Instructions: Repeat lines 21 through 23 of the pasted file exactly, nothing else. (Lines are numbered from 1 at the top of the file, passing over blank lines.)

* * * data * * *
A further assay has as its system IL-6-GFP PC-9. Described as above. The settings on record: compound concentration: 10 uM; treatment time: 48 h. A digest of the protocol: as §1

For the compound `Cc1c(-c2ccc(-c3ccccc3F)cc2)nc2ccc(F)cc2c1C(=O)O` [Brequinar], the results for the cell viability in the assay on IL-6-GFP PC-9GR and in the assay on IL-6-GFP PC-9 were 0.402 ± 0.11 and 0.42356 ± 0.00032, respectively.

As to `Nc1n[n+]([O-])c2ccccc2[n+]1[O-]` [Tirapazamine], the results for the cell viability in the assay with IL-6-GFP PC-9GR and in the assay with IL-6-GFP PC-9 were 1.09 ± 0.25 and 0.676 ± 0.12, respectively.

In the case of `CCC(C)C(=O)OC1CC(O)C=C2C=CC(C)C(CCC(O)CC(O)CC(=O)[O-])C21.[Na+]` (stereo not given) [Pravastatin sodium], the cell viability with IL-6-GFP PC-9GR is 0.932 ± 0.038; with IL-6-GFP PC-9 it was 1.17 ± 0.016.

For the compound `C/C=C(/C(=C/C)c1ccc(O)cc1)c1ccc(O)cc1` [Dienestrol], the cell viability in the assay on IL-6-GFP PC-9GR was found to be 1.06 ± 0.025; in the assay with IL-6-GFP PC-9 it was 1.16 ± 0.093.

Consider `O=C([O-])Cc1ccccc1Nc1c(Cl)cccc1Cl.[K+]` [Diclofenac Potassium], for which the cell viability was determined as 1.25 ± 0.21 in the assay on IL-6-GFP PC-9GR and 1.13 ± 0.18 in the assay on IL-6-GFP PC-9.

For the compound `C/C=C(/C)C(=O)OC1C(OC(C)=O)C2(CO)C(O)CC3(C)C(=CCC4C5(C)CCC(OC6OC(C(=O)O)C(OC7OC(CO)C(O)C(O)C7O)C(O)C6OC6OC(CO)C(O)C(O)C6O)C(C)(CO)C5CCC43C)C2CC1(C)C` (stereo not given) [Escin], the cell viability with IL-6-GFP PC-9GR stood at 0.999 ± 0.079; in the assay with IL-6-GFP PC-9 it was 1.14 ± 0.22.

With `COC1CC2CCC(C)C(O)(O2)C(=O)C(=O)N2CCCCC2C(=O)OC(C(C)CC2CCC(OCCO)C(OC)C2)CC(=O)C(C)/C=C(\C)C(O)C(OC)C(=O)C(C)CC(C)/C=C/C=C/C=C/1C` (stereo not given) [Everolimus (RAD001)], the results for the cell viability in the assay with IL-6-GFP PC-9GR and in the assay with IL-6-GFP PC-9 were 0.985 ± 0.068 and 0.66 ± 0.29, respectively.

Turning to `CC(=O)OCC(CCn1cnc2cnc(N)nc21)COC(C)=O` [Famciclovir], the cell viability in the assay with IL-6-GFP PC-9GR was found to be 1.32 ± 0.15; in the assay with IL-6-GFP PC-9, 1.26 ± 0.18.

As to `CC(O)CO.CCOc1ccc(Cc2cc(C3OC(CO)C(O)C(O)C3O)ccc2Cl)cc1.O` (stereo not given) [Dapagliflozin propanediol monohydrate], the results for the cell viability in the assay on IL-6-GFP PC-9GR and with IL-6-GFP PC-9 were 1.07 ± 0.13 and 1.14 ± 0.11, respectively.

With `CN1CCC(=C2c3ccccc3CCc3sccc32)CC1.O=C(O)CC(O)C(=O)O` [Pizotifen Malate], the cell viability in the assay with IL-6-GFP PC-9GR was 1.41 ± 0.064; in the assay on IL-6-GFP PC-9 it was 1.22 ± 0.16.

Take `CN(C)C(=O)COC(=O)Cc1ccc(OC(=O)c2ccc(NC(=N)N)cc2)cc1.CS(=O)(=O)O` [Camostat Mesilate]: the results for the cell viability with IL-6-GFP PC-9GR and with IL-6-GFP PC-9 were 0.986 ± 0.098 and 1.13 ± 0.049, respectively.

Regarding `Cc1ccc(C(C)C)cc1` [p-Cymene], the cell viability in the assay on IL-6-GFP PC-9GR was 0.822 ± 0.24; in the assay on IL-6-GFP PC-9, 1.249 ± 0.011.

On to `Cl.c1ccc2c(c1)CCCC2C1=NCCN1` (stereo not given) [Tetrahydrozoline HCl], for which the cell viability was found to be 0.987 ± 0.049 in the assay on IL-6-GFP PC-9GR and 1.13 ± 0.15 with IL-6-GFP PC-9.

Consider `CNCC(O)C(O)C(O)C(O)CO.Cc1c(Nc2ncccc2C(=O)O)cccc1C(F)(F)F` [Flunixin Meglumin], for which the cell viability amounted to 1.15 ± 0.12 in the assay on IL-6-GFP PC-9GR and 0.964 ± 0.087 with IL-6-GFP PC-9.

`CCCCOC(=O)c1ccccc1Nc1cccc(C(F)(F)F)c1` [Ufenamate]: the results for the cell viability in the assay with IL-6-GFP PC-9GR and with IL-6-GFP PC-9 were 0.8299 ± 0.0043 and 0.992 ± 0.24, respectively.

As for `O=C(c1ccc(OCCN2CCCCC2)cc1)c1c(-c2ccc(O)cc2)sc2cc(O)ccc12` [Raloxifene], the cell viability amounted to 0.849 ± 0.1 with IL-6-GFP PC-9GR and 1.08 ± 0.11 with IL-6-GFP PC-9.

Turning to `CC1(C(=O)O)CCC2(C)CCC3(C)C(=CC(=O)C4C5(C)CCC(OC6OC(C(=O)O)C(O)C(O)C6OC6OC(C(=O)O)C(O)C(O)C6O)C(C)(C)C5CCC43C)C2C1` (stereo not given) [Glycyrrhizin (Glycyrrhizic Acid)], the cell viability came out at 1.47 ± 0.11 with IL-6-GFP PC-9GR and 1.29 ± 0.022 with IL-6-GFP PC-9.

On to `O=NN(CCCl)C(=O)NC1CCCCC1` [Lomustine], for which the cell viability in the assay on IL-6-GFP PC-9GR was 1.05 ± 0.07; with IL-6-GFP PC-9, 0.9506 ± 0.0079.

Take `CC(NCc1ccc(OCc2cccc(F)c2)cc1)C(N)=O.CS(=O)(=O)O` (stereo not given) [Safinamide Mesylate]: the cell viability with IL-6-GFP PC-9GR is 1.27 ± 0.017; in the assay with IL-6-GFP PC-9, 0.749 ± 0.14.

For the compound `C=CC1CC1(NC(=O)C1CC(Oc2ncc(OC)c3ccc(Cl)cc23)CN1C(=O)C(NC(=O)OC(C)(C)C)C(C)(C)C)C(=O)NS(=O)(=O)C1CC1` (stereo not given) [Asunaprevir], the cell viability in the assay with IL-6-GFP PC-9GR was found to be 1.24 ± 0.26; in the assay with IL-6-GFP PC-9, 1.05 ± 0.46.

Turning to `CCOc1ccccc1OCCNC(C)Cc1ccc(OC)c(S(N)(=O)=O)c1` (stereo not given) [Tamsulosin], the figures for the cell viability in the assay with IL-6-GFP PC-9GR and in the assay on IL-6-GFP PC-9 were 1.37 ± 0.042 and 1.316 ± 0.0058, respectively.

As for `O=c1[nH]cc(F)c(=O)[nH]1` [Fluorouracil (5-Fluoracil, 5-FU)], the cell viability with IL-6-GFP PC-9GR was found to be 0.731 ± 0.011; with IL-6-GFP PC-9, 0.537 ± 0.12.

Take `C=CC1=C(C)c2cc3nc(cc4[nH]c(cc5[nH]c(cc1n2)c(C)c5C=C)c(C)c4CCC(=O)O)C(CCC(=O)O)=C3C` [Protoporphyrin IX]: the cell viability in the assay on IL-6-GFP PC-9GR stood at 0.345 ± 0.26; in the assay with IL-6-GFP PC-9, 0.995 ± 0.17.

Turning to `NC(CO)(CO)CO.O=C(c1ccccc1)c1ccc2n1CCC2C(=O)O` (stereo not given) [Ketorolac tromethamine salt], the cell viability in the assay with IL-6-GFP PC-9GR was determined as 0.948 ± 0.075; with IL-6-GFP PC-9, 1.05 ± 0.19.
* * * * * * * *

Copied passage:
For the compound `C=CC1CC1(NC(=O)C1CC(Oc2ncc(OC)c3ccc(Cl)cc23)CN1C(=O)C(NC(=O)OC(C)(C)C)C(C)(C)C)C(=O)NS(=O)(=O)C1CC1` (stereo not given) [Asunaprevir], the cell viability in the assay with IL-6-GFP PC-9GR was found to be 1.24 ± 0.26; in the assay with IL-6-GFP PC-9, 1.05 ± 0.46.

Turning to `CCOc1ccccc1OCCNC(C)Cc1ccc(OC)c(S(N)(=O)=O)c1` (stereo not given) [Tamsulosin], the figures for the cell viability in the assay with IL-6-GFP PC-9GR and in the assay on IL-6-GFP PC-9 were 1.37 ± 0.042 and 1.316 ± 0.0058, respectively.

As for `O=c1[nH]cc(F)c(=O)[nH]1` [Fluorouracil (5-Fluoracil, 5-FU)], the cell viability with IL-6-GFP PC-9GR was found to be 0.731 ± 0.011; with IL-6-GFP PC-9, 0.537 ± 0.12.